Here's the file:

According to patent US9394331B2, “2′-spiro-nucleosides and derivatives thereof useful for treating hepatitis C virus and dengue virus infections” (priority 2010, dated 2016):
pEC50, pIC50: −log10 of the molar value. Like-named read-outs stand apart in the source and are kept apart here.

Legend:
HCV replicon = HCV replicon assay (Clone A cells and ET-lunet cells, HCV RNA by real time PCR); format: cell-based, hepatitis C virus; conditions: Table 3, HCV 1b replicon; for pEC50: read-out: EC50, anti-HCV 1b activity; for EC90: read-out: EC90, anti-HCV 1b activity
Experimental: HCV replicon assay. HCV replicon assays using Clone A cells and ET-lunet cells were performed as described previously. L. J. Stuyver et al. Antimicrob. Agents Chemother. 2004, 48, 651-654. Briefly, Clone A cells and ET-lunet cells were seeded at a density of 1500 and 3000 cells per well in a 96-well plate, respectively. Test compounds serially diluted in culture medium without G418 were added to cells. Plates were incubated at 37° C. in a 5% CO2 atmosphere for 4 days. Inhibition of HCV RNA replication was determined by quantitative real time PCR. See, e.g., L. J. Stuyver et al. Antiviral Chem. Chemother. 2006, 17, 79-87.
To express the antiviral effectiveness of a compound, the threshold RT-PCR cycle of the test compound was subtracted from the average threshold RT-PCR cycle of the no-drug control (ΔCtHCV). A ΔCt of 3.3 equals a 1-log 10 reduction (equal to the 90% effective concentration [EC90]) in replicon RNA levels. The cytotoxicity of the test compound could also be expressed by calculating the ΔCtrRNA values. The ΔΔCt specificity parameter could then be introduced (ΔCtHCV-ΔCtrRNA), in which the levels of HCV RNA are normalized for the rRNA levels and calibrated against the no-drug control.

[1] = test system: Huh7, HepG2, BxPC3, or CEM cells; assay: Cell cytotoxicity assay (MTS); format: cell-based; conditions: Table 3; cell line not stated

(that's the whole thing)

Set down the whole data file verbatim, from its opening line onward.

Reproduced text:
According to patent US9394331B2, “2′-spiro-nucleosides and derivatives thereof useful for treating hepatitis C virus and dengue virus infections” (priority 2010, dated 2016):
pEC50, pIC50: −log10 of the molar value. Like-named read-outs stand apart in the source and are kept apart here.

Legend:
HCV replicon = HCV replicon assay (Clone A cells and ET-lunet cells, HCV RNA by real time PCR); format: cell-based, hepatitis C virus; conditions: Table 3, HCV 1b replicon; for pEC50: read-out: EC50, anti-HCV 1b activity; for EC90: read-out: EC90, anti-HCV 1b activity
Experimental: HCV replicon assay. HCV replicon assays using Clone A cells and ET-lunet cells were performed as described previously. L. J. Stuyver et al. Antimicrob. Agents Chemother. 2004, 48, 651-654. Briefly, Clone A cells and ET-lunet cells were seeded at a density of 1500 and 3000 cells per well in a 96-well plate, respectively. Test compounds serially diluted in culture medium without G418 were added to cells. Plates were incubated at 37° C. in a 5% CO2 atmosphere for 4 days. Inhibition of HCV RNA replication was determined by quantitative real time PCR. See, e.g., L. J. Stuyver et al. Antiviral Chem. Chemother. 2006, 17, 79-87.
To express the antiviral effectiveness of a compound, the threshold RT-PCR cycle of the test compound was subtracted from the average threshold RT-PCR cycle of the no-drug control (ΔCtHCV). A ΔCt of 3.3 equals a 1-log 10 reduction (equal to the 90% effective concentration [EC90]) in replicon RNA levels. The cytotoxicity of the test compound could also be expressed by calculating the ΔCtrRNA values. The ΔΔCt specificity parameter could then be introduced (ΔCtHCV-ΔCtrRNA), in which the levels of HCV RNA are normalized for the rRNA levels and calibrated against the no-drug control.

[1] = test system: Huh7, HepG2, BxPC3, or CEM cells; assay: Cell cytotoxicity assay (MTS); format: cell-based; conditions: Table 3; cell line not stated